Climate and Energy Priorities
How would you see your role as a member of City Council in mitigating the impacts of the climate crisis and transitioning to clean energy? What would your climate and energy priorities be?
I support the City of Knoxville’s sustainability goals – 50% reduction in CO2 emissions by 2030, 80% reduction by 2050.
Additionally, there are three areas that I passionate about leading:
- Litter reduction in streets and waterways
- Protection of green spaces and tree canopy (i.e. Urban Wilderness)
- Clean and efficient transportation
Referencing the question above, what would you do to advance those priorities if elected, and do you have prior experience advancing those priorities?
- Continue creating clean-ups across the entire City.
- Dedicate resources for a multi-year program to measure and reduce waste/litter in partnership with Knox County.
- Utilize the ongoing Tree Canopy study to preserve the tree canopy in our city. Potentially, utilize this data to implement zoning changes to achieve this result.
- Continue improving upon the City’s newly created Tree Mitigation Bank.
- Continue supporting funding for electric buses.
What is your vision of an energy and transportation system that best serves Knoxvillians?
The City’s fleet of buses can be all electric. I also believe that light rail is possible in Knoxville.
How would you work to advance energy efficiency and renewable energy in Knoxville?
Collaboration and innovation. Businesses, nonprofits, and residents can all play a role.
How would you help lead the electrification of our transportation system (both public and private) in Knoxville?
Implementing pedestrian light rail in Knoxville would have a transformative effect on local transportation for decades.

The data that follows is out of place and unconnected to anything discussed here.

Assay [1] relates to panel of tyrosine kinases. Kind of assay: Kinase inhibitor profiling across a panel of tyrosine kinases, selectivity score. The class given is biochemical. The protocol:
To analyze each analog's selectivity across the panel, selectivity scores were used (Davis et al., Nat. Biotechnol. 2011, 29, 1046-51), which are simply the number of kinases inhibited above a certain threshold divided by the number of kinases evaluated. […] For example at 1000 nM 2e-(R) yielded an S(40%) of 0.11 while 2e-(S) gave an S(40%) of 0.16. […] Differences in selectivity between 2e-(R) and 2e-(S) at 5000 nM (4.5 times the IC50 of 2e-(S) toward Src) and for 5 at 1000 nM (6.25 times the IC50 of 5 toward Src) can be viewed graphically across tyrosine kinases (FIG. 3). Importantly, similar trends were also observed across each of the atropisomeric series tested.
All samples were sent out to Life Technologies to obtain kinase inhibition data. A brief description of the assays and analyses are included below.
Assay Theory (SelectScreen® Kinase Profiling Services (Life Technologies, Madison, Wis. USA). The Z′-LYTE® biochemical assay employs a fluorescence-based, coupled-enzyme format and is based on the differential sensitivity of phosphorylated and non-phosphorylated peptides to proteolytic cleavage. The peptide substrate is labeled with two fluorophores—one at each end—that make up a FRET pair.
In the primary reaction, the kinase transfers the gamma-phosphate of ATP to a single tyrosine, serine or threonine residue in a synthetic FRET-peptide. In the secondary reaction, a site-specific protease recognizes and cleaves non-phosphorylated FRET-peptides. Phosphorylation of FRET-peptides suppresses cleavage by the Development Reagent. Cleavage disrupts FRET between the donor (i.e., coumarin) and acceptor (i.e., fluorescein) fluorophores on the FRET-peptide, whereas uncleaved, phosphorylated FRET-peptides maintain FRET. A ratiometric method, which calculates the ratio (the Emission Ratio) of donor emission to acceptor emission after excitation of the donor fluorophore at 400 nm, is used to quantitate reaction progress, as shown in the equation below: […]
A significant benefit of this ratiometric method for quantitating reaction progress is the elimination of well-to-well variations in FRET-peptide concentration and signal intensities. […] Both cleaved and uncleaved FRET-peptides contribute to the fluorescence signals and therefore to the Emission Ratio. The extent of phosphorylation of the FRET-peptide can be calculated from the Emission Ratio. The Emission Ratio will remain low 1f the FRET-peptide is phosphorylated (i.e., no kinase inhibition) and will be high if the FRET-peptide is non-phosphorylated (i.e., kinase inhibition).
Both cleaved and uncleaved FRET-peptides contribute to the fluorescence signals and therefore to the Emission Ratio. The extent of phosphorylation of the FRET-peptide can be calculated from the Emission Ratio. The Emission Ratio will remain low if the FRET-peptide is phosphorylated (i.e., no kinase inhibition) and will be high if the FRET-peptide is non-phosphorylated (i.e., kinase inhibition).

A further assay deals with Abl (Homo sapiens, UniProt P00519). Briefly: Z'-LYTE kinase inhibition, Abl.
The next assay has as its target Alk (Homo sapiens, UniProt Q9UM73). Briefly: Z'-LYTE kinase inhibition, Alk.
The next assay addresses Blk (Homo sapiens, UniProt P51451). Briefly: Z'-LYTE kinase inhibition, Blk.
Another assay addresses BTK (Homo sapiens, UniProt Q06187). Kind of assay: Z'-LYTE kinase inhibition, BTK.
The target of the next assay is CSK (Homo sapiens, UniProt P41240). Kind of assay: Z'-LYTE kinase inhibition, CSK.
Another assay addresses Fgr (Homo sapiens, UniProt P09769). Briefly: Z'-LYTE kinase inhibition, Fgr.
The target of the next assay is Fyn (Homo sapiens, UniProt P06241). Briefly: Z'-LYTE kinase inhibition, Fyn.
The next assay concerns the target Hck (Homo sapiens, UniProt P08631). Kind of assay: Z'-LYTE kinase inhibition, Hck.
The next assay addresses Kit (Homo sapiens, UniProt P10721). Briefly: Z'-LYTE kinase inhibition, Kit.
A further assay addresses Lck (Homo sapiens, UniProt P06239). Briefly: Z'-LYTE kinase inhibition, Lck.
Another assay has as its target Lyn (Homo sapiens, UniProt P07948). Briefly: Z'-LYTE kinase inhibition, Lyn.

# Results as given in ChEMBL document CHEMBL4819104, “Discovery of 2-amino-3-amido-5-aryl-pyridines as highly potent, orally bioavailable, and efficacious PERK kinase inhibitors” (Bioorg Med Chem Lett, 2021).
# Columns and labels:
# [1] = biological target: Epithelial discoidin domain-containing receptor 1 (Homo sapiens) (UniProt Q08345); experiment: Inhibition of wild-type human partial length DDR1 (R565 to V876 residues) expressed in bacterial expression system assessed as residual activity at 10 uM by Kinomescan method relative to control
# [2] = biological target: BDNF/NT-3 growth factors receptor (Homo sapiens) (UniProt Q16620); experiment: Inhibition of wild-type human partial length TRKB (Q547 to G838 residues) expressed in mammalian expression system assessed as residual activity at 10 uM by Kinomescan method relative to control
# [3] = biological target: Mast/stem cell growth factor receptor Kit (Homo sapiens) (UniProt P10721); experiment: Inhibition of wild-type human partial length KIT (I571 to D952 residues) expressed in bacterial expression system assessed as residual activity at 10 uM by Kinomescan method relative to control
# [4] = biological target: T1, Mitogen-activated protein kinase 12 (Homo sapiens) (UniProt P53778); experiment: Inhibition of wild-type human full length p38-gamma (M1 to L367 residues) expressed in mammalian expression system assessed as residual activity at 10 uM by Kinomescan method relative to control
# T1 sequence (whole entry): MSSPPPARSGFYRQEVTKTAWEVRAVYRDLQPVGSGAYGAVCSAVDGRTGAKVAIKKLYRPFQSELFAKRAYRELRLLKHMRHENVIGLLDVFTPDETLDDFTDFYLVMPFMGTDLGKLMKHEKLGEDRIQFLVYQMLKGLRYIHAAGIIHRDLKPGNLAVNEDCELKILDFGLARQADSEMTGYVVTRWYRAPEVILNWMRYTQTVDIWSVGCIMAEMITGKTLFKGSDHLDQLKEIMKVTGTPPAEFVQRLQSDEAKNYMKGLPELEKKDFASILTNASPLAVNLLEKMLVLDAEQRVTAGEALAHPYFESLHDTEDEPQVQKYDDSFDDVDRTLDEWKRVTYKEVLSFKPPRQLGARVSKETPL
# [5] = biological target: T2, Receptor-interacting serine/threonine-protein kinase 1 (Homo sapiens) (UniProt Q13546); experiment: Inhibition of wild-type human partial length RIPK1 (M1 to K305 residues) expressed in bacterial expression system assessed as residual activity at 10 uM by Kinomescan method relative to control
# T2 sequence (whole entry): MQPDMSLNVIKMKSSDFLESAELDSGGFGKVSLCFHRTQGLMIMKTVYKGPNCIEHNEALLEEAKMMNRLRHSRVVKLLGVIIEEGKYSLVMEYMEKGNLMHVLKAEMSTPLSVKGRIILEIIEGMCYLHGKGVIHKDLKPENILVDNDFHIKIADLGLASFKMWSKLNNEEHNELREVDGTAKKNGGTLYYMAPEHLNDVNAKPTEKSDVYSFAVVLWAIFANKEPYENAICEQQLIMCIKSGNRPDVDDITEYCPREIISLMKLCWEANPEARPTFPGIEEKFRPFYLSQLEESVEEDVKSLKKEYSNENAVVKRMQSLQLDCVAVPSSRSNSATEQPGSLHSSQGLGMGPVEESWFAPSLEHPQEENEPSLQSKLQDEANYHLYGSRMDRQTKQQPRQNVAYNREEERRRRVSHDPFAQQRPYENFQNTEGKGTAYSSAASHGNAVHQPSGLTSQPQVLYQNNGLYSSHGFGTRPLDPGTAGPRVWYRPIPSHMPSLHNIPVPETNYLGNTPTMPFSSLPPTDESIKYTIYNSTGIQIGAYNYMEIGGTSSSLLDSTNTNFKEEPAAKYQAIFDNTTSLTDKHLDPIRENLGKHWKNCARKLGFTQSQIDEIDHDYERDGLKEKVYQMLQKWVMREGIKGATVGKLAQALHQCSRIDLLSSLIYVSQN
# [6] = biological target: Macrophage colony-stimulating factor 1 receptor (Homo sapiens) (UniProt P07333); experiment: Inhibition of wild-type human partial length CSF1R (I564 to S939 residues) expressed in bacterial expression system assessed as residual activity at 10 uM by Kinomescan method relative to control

How would you work to advance social and racial equity in the energy system (for example unaffordable energy bills)? What steps would you take to empower and partner with marginalized communities in your district, especially Black people, Indigenous people, and People of Color?
SEEED, KUB, and other organizations play a significant role in helping residents reduce electricity bills. We should support their weatherization and sustainable homebuilding programs to every corner of the City. KUB’s creation of a broadband network will also provide equity to all Knoxvillians for education, work, and many other areas; it will also provide a cleaner electric grid that minimizes the need to increase utility rates in the near future. That means more money in people’s bank accounts that won’t be spent on an outdated electric grid.
How would you work to expand clean energy jobs in Knoxville?
The University of Tennessee Research Park at Cherokee Farm is ideal for supporting new energy startups. We will continue to work collaboratively with UT, ORNL, and TVA to ensure Knoxville is where clean energy jobs begin.
Do you have any particular stances on the following energy sources: nuclear, coal, oil (gasoline, diesel, etc.), and fossil gas?
The cleaner the energy the better, both as a financial steward of the City’s budget and a resident.
How would you engage with KUB and the Tennessee Valley Authority (TVA) to advance clean energy, energy efficiency, and clean transportation options in the city?
The TN RiverLine is one of the more promising efforts where KUB, TVA, City of Knoxville, and its residents can play a collaborative role with UT and other cities in this program. The Tennessee River is one of our most neglected natural resources, and the more access we provide to it, the more people will start to treat it as the local treasure that it is.
Is there anything else you feel we should know, relative to mitigating the impacts of the climate crisis or advancing the clean energy economy?
Everyone can play a role, and the strategies pursued by the Mayor’s Climate Council should incorporate residents and businesses alike. It is both a necessity for preserving our natural resources and the most sound, preventative approach to ensuring a vibrant and sustainable Knoxville.